Roberts Consultants claimed deductions for 1985 and 1986 with regard to rent paid to Mr. Roberts for the use of space in the Roberts' home. Mr. Roberts was provided with office space at each power plant where he performed services; thus, it was not necessary for Roberts Consultants to rent a portion of the Roberts' home. Accordingly, respondent's disallowance of the claimed rent expense is sustained.
We sustain respondent's disallowance of a portion of the deduction claimed for supplies for failure to substantiate. Sec. 162(a).
Roberts Consultants failed to substantiate its claim for telephone expenses for 1985; thus, respondent's disallowance of the claimed telephone expenses for 1985 is sustained.
The expenses for 1986 were for a telephone installation charge and flat monthly service charges incurred by Mr. Roberts. There is no evidence that these expenses related to any business usage of Mr. Roberts' telephone. Accordingly, respondent's disallowance of the claimed telephone expenses for 1986 is sustained.
Issue 3. Constructive Dividends
Respondent determined that payments made by Roberts Consultants to or for the benefit of Gerald Roberts and members of his immediate family constitute constructive dividend income.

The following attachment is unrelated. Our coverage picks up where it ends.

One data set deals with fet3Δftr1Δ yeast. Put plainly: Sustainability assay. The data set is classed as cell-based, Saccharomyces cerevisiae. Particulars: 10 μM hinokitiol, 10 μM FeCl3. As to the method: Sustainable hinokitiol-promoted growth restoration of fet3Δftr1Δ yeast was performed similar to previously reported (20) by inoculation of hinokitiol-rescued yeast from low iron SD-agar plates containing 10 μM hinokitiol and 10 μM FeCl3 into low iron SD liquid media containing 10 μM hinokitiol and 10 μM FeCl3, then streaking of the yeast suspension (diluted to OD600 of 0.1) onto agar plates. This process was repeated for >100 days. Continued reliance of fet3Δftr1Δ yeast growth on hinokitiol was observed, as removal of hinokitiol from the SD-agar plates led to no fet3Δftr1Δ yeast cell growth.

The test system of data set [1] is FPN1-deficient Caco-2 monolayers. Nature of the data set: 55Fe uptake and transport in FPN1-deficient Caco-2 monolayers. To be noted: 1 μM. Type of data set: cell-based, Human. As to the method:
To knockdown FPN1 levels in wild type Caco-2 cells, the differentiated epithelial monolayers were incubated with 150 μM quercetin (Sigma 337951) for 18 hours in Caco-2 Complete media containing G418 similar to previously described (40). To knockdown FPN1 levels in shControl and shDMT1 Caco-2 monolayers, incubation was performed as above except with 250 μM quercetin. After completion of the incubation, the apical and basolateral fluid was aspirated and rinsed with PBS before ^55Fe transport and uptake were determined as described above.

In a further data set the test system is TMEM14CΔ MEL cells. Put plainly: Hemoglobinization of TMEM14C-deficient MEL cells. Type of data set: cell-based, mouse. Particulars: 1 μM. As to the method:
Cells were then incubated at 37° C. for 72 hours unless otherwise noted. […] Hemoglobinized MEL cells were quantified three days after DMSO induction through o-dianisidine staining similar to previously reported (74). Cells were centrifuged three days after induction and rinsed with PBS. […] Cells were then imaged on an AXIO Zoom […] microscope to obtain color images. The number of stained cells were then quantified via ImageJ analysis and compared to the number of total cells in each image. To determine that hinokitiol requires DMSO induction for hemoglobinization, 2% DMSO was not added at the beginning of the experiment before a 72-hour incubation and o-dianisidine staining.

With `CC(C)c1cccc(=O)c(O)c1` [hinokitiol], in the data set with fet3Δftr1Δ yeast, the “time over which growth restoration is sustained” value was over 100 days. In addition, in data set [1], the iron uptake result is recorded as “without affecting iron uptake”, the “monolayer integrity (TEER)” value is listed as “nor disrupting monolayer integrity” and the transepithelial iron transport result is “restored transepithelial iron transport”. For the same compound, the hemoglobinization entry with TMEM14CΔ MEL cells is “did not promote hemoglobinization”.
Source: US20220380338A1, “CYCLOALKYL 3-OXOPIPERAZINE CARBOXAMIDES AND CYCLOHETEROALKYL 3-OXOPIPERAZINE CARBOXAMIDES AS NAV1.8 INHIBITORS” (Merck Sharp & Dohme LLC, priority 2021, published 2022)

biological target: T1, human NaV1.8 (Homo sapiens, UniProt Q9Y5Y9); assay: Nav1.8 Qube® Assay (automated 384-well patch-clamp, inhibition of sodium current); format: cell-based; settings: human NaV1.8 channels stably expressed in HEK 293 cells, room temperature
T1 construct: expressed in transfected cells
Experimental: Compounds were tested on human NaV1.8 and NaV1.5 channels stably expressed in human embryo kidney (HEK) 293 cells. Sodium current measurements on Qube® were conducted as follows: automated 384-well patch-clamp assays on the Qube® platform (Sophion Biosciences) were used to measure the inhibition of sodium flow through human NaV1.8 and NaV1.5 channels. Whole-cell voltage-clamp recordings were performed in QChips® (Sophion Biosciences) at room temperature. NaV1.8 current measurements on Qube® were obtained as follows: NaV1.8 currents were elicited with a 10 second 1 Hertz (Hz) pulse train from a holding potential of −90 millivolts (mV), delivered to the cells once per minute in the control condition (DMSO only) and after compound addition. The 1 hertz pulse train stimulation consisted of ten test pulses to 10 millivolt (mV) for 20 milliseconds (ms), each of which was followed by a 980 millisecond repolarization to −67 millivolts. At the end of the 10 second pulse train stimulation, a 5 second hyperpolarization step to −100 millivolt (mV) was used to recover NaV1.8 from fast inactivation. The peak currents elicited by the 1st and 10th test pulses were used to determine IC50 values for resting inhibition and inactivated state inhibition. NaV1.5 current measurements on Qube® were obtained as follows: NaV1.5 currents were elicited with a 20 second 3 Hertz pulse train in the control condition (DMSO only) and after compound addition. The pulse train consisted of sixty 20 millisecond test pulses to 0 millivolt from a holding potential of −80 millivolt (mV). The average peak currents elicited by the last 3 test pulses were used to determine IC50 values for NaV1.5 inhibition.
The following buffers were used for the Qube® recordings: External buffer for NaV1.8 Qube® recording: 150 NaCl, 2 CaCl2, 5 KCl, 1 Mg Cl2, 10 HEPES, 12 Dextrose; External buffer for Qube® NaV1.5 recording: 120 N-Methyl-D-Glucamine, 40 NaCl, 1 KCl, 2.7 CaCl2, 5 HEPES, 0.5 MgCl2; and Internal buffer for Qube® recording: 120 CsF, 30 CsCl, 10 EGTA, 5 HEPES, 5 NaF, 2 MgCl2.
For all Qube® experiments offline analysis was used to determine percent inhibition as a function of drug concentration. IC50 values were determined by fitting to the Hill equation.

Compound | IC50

Dividend income is included in the gross income of the recipient. Sec. 61(a). The term "dividend" is defined as any distribution of property by a corporation to its shareholders out of post-1913 accumulated and current earnings and profits. Sec. 316(a). A distribution under section 301 may be found even though the corporation has not formally declared a dividend. Crosby v. United States [74-2 USTC ╤ 9550], 496 F.2d 1384, 1388 (5th Cir. 1974).
Gerald Roberts caused Roberts Consultants to be organized in order to convert personal living and family expenses into business expenses. 8 Where payments are made for the personal benefit of a shareholder by a corporation and such payments are not proximately related to the corporate business, the corporation is not entitled to deductions to the extent that they relate to such personal use, and the payments are includable in the shareholder's income as constructive dividends to the extent of the corporation's earnings and profits. Falsetti v. Commissioner [Dec. 42,330], 85 T.C. 332, 356 (1985).